UTCB \ Cercetează \ Programe MDLPA \ PilotInnCities

PilotInnCities (Pilot-based Innovation Ecosystems for Smart Cities) is a strategic project led by the Ministry of Industry and Trade of the Czech Republic, in which an 11-member consortium from six countries of the Danube Region participates. The aim of the project is simple: to support the introduction of innovative Smart City solutions into the practical life of cities and municipalities and, in particular, to initiate across-the-board, systemic changes in this direction. The project relies on the method of agile piloting, which supports small innovation experiments on the principle of living laboratories taking place in teamwork of actors across the innovation ecosystem. The consortium has received a grant of EUR 1.98 million for the period from 1 January 2024 to 30 June 2026 from the Interreg Danube programme.

The importance of cities in the context of the future of humanity and the planet is greater than it might seem at first glance. Cities produce around three-quarters of all emissions, consume a similar percentage of energy and primary raw materials, are at the centre of most economic activities, and determine the quality of life of three-quarters of the European Union’s population, for whom cities are their home. Challenges such as adaptation to climate change, energy transition or ensuring sustainable mobility have no solution unless they include a radical transformation of cities. To change the status quo, innovation is needed, and not just in the form of technology. In many cases, there is no shortage of innovations, but the process of putting them into practice is proving to be a fundamental problem. In particular, solutions whose target group is municipalities encounter financial, administrative and knowledge barriers on the customer side at an early stage. Practice shows that this hinders innovative companies from obtaining the first reference projects and thus from expansion, which could benefit cities and their citizens not only in Europe.

The answer of the PilotInnCities consortium is the agile piloting method. Agile piloting consists of supporting small innovation experiments in which there is a solution provider (usually an innovative company) on one side and a municipality as a beneficiary on the other. A third party enters the process, taking on the investment risk and encouraging cooperation with an amount that is not high, but is sufficient to set things in motion and eliminate the original market dysfunction. The agility lies in the fact that it is a temporary and limited experiment with significantly reduced bureaucracy. The aim is only to initially verify the viability, practical benefits and possible business model of the new solution and then to raise awareness of good or bad practice. This paves the way for scaling and prevents multiple entities from independently inventing the wheel. At the same time, the agile pilot becomes the centerpiece of ecosystem cooperation, where the experiment in the living laboratory actively involves the local community in the process of introducing innovation, as well as expertise and capacities from the nearest universities, innovation centers and other regional and national institutions. In this way, the actors learn teamwork and synergistic merging of their strengths, which materializes in practice what is called the quadruple helix in the theory of innovation ecosystems.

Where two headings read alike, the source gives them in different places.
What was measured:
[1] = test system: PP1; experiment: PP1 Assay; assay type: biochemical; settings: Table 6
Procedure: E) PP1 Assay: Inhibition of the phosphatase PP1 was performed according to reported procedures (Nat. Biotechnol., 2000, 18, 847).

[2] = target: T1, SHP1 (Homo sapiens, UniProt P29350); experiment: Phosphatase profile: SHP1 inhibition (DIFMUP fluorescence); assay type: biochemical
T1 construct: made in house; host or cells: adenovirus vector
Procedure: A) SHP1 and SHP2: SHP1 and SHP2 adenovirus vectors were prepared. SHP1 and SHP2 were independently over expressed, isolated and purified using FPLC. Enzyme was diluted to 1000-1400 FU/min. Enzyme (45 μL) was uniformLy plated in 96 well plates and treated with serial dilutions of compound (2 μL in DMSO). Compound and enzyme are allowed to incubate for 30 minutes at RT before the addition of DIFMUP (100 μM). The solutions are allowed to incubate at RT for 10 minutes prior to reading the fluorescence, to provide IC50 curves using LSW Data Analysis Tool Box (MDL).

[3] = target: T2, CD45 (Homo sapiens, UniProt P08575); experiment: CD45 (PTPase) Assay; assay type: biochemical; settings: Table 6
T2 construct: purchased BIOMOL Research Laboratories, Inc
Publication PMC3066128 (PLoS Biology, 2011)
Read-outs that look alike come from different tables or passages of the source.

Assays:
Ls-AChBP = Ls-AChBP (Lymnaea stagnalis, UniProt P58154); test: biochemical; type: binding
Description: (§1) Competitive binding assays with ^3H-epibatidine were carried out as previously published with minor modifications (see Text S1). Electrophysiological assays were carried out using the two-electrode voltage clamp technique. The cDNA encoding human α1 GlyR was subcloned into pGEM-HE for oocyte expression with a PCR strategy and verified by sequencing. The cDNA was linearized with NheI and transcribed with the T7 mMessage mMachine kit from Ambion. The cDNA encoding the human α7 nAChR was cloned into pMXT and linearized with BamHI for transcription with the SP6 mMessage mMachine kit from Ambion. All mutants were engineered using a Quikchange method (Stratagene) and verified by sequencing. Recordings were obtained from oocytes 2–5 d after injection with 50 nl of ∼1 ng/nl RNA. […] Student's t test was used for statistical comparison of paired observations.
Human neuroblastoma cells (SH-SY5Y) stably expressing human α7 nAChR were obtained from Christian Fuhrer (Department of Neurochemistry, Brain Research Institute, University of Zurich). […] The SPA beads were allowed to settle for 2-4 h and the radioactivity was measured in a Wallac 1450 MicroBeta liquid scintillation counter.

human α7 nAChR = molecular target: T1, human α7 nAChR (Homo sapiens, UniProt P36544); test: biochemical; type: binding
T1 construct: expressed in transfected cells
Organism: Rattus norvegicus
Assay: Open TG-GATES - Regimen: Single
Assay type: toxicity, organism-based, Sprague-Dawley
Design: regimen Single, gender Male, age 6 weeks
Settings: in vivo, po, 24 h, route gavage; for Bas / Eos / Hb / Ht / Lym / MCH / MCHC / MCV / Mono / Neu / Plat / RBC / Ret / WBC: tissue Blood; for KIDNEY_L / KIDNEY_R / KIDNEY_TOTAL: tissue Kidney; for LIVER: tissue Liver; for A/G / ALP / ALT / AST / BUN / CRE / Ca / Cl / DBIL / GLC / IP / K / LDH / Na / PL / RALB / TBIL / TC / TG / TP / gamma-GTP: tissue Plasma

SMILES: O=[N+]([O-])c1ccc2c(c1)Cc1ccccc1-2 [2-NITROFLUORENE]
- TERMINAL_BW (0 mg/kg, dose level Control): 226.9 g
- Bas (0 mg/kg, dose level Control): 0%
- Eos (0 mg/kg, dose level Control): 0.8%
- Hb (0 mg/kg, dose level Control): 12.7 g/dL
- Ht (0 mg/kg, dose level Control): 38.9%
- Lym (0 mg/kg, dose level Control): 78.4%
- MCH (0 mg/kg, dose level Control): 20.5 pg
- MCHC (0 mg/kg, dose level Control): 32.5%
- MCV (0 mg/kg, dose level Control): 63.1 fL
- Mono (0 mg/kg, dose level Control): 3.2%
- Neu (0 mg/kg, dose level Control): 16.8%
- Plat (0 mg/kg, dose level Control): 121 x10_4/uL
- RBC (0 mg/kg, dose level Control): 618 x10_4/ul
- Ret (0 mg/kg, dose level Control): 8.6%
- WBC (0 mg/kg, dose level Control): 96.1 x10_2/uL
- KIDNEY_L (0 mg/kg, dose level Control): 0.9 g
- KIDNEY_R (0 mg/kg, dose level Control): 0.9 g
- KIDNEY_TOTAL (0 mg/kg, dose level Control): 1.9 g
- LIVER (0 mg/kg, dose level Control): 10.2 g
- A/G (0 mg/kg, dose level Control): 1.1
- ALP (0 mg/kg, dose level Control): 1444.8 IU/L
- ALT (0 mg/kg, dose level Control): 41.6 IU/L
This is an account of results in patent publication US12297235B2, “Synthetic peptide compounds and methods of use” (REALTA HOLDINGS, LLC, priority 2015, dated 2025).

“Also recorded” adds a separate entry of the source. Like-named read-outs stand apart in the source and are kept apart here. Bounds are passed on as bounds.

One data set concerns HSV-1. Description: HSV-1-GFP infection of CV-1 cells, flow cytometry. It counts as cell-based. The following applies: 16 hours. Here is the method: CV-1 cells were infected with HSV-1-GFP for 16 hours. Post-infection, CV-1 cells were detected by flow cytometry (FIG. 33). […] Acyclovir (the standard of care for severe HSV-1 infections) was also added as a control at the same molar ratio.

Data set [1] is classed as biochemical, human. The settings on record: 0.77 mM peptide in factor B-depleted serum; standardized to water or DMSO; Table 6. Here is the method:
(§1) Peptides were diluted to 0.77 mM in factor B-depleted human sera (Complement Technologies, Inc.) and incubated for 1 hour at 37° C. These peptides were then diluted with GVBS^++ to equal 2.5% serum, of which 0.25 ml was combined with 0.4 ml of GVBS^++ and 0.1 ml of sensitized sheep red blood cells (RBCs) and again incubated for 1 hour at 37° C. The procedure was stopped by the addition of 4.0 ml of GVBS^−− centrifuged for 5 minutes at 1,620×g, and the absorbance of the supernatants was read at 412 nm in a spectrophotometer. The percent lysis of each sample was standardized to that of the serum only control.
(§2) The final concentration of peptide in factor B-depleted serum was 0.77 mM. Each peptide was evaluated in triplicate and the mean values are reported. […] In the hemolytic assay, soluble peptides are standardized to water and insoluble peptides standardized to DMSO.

The project is divided into three sub-objectives, or stages:

1. Improving Smart City Cooperation of Actors Across the Quadruple Helix

In the first year (2024), the consortium will map the state of national innovation ecosystems, with an emphasis on the role of academia, industry, public administration and civil society. The main output will be an analysis that will assess the potential for systemic development of the Smart Cities topic in the Danube region through the lens of the quadruple helix and evaluate the similarities and differences between individual countries.

2. Designing and Practical Verification of Agile Piloting Methodology for the Danube Region

Ihe key task is to adapt agile piloting to the specific conditions of the region. The consortium will develop a methodology that will be tested on the first agile pilots in the second year (2025). At least 22 of them will be implemented in the Czech Republic, Germany, Hungary, Romania, Serbia and Slovakia, and one agile pilot can be supported by up to 20,000 euros. The ticket to piloting is participation in an open competition, in which innovative companies can submit their solutions – preferably already in tandem with a municipality willing to become a living laboratory for a pilot experiment.

3. Creating conditions for the adoption of agile piloting by national and regional institutions

Systemic support for innovation and competitiveness cannot be built on one-off projects co-financed by the European Union. PilotInnCities aims to create a practical guide for long-term, programmatic support for agile piloting from national and regional budgets. It will be based on a universal methodology fine-tuned with the help of the first wave of pilot experiments and an action plan that will recommend steps to national and regional authorities to set up an effective support system. The main argument for the adoption of agile piloting by public administration is a consistent focus according to the Pareto rule: it is an activity that requires very little investment but offers a robust positive impact with the potential to transform the entire innovation environment.

More information can be found on the www.interreg-danube.eu/projects/pilotinncities website.

Florin Băltărețu – UTCB Project Coordinator, florin.baltaretu@utcb.ro

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